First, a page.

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COA holds defendant didn’t show COVID-related new factor

State v. Thomas M. Parkman, 2021AP27, 9/16/21, District 4 (one-judge decision; ineligible for publication); case activity (including briefs)

In February 2020, a few weeks before the COVID-19 pandemic really got going in Wisconsin, the circuit court sentenced Parkman to six months in jail for three misdemeanors stemming from an incident in which he attacked his ex-girlfriend with pepper spray. He was given an April report date, but the circuit court sua sponte delayed that date in recognition of the dangers posed to jail inmates by COVID. It has been delayed ever since. This is an appeal of the circuit court’s denial of Parkman’s motion to modify his sentence to probation with an imposed-and-stayed jail sentence: that is, he was asking the court to permanently stay the jail (so long as his probation was not revoked).

The court of appeals affirms the circuit court’s denial. Parkman produced a brief letter saying that he has rheumatoid arthritis and is taking an immunosuppressant medication that condition. (¶10). The court of appeals questions whether he’s shown he’s particularly vulnerable to COVID. (¶15). But more importantly, the court says, what he’s asking for is not to delay his sentence, but to eliminate it altogether:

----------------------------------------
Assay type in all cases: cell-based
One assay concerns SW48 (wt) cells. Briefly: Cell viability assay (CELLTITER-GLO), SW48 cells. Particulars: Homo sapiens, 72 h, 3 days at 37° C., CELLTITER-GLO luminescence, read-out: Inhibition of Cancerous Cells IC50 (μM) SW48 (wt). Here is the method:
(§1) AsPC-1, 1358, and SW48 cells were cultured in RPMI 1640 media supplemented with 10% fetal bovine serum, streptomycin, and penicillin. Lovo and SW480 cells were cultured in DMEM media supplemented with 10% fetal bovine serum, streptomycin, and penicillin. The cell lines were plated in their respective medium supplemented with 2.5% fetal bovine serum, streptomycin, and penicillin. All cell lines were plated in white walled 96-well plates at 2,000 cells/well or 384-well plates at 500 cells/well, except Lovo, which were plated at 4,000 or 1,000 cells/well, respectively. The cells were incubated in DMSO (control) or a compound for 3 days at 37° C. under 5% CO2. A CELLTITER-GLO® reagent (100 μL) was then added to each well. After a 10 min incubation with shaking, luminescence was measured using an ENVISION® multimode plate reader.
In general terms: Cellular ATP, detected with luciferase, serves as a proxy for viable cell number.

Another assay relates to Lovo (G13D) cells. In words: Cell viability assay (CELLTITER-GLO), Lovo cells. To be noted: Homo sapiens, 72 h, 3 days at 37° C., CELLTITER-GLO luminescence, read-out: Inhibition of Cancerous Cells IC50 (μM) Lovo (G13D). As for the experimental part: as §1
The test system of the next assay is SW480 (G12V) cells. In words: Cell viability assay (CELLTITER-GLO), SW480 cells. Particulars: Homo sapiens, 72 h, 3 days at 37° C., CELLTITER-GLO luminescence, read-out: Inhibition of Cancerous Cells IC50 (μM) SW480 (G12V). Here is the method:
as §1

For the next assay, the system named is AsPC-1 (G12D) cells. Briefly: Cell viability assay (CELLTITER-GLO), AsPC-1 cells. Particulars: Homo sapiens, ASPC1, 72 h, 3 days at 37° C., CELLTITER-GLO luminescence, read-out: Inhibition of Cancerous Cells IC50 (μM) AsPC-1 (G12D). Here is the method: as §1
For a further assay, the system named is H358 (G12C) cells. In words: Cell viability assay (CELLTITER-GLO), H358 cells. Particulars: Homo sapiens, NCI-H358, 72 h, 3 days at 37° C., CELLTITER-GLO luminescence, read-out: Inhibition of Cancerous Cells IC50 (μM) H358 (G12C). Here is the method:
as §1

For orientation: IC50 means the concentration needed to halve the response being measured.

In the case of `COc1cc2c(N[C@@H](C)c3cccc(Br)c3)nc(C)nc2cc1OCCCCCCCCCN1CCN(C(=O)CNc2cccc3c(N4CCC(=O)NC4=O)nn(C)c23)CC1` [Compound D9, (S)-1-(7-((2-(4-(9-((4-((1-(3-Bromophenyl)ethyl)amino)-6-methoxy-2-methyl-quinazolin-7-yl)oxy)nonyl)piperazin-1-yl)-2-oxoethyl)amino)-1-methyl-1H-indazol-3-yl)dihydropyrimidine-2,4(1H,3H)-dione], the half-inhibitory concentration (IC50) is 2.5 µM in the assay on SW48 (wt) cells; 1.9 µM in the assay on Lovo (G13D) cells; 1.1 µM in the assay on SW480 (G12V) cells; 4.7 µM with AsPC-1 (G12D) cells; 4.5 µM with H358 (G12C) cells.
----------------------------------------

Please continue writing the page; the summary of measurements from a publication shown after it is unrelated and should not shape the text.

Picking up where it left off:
Even assuming, however, that Parkman has a higher risk of COVID-19 complications, Parkman has not demonstrated that the combined circumstances of his health status and the COVID-19 pandemic would have been “highly relevant” to the imposition of his sentence. It is important to note that Parkman does not seek another stay of the execution of his jail sentence—in fact, the State does not oppose postponing Parkman’s jail report date “if necessary[,] until this pandemic subsides.” Parkman, rather, seeks sentence modification—from six months’ incarceration to probation with a stayed jail sentence. The question, then, is whether the COVID-19 pandemic and its particular risks to Parkman would have been “highly relevant” to the decision to sentence Parkman to any term of incarceration, to be served at some indeterminate point in the future.

(¶16).

Given this framing, the court of appeals concludes that COVID-19 is not highly relevant to the jail/no jail decision Parkman seeks to modify. It points to the circuit court’s reasons for imposing jail–the violence of his act, his record, and the threat such conduct poses to the public–and says there’s no reason to think the pandemic would have had much effect on the court’s thinking. (¶¶17-20).

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